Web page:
Did any of you see the recent segment that aired on the TV show 20/20 entitled “Is Your Veterinarian Being Honest With You?” If you didn’t, you can check it out on the ABC News website. I’m interested in what pet owners think about it. I feel confident in saying that veterinarians, myself included, are none too pleased.

 

To quote the program’s introduction:

 

We wanted to find out if what this man* says about the veterinary business is true — that some vets, out to make a buck, sell unnecessary shots, tests and procedures to unsuspecting pet owners.

* Andrew Jones, who “worked as a vet for 17 years until he quit the industry after a dispute with his medical board over marketing issues.”

 

The segment mostly questioned whether or not veterinarians regularly recommend dental cleanings and vaccinations when they are not truly needed. Supposedly in support of this accusation, the segment quoted Dr. Marty Becker as saying, “If it does not have periodontal disease, there's no use putting it through the risk of anesthesia,” which would be bad medical advice … if indeed that was what Dr. Becker said.

 

Dr. Becker was so upset about the way his comments were taken out of context that he has decided to end his 17 year professional relationship with ABC. The statement he posted on his Facebook page said “Sometimes you have to take a stand, even when it costs you. That time came for me today. I want my veterinary colleagues and all pet lovers to know that nothing is more important to me than pets, their people, and my beloved profession.”

 

In response to the claims of upselling, the American Veterinary Medical Association (AVMA) was also quoted on 20/20 as saying “it's up to pet owners to decide whether to follow a vet's recommendation,” which certainly doesn’t make the profession look very good. However, the organization’s full statement actually read:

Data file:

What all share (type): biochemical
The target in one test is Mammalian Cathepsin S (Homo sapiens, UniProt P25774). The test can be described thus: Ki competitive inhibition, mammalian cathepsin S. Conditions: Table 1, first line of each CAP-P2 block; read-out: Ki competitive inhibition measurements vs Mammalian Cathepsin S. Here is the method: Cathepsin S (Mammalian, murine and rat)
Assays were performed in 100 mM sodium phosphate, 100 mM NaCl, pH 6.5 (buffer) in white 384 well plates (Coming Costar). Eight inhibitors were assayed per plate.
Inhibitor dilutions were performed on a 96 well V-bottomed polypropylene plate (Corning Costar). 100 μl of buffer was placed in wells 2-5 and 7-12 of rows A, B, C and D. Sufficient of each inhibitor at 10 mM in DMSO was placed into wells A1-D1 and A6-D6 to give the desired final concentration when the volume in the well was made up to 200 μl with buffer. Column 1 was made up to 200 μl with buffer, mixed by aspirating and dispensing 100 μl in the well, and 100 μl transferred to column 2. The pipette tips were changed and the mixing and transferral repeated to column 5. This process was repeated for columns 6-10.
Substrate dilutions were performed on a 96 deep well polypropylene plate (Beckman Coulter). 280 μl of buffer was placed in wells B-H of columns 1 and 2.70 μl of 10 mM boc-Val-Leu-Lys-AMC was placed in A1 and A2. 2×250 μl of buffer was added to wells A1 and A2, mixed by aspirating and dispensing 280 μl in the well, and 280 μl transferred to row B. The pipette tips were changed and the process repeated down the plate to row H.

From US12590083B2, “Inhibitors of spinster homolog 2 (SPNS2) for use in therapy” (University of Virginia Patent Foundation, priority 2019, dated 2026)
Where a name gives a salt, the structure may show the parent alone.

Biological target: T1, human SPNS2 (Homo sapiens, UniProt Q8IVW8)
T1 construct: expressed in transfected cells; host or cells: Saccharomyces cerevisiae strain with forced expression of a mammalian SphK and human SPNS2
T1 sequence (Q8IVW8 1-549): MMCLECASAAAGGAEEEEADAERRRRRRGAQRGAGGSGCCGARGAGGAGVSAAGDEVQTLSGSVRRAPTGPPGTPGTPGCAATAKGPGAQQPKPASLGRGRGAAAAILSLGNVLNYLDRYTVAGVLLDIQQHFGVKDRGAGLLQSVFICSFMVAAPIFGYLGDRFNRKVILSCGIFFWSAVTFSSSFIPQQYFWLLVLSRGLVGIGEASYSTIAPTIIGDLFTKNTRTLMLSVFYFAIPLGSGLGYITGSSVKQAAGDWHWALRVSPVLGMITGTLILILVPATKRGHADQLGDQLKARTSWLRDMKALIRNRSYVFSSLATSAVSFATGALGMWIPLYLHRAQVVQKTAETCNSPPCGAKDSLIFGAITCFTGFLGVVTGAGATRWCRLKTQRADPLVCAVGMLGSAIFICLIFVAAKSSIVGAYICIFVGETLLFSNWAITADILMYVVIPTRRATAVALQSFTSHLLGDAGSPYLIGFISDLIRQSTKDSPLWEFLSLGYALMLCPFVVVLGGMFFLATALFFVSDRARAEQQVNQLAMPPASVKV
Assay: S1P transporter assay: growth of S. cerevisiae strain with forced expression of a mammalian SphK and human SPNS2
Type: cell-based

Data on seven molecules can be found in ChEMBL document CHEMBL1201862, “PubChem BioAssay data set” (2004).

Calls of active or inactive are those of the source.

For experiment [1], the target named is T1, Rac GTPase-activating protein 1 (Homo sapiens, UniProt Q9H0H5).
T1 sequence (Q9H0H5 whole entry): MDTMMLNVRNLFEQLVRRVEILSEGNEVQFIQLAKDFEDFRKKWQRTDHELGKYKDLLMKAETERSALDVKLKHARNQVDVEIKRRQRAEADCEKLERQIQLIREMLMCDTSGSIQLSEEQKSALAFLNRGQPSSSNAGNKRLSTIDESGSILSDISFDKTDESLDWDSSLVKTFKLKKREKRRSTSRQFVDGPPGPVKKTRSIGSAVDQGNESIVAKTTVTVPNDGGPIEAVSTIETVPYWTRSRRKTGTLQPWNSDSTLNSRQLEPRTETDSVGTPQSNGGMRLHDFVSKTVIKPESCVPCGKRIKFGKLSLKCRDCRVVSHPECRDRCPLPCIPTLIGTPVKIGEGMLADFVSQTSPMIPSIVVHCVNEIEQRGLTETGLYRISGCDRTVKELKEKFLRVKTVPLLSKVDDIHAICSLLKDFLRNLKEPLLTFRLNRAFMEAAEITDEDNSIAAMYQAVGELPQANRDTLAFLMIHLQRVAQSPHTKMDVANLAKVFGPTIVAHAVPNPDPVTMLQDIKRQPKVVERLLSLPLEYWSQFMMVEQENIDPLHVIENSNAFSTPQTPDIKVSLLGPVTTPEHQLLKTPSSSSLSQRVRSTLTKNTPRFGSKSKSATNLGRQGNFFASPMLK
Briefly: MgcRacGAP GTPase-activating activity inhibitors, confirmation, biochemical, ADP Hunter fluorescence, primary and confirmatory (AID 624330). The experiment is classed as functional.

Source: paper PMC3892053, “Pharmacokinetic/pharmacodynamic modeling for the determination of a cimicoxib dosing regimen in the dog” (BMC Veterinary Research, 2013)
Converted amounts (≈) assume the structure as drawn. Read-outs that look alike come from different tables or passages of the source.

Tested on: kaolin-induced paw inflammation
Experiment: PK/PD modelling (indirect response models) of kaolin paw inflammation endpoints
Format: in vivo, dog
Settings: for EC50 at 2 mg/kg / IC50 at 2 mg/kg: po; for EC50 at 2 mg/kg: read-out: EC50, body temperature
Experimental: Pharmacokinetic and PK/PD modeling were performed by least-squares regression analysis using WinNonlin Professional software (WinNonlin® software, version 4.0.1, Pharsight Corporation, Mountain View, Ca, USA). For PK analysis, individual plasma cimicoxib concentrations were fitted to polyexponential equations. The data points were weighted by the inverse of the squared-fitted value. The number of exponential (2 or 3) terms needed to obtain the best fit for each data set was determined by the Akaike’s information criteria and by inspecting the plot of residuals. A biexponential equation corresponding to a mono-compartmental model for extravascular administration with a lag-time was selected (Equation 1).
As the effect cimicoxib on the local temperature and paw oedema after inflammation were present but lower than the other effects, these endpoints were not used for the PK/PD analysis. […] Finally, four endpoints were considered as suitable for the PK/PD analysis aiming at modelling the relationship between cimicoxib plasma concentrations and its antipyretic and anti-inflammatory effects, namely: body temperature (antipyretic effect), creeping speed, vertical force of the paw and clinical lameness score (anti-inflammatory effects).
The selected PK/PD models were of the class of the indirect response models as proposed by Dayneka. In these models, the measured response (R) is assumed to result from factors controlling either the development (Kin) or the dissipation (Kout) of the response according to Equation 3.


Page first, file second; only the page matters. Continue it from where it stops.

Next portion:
“A thorough examination and the recommending of veterinary services based on that examination are the basis of good medicine, and they are designed to produce the best care for a specific pet. With the recommendation of the veterinarian, it is ultimately the pet owner’s decision on what services to provide for their pet. Establishing and maintaining a relationship with a veterinarian will assist in this decision-making process. 

 

Veterinarians are seeing an alarming increase in the incidence of preventable conditions such as diabetes, obesity and dental disease in pets. A regular visit to your veterinarian is the best medicine when it comes to preventing illness, catching minor health concerns before they become major issues and ensuring a happy, healthy life for your pet.”

 

As is the case in every profession, there are certainly some unscrupulous veterinarians out there, but for 20/20 to provide such an imbalanced portrayal of the true state of veterinary medicine is unconscionable. They deliberately sensationalized their story with disingenuous editing and by glossing over the fact that they had actually found that the “vast majority of vets are ethical and try to do the right thing.”

 

Shame on you, 20/20.

 

Dr. Jennifer Coates

 

Image: Ilike / Shutterstock

 

Related:

Can You Trust Your Vet's Advice?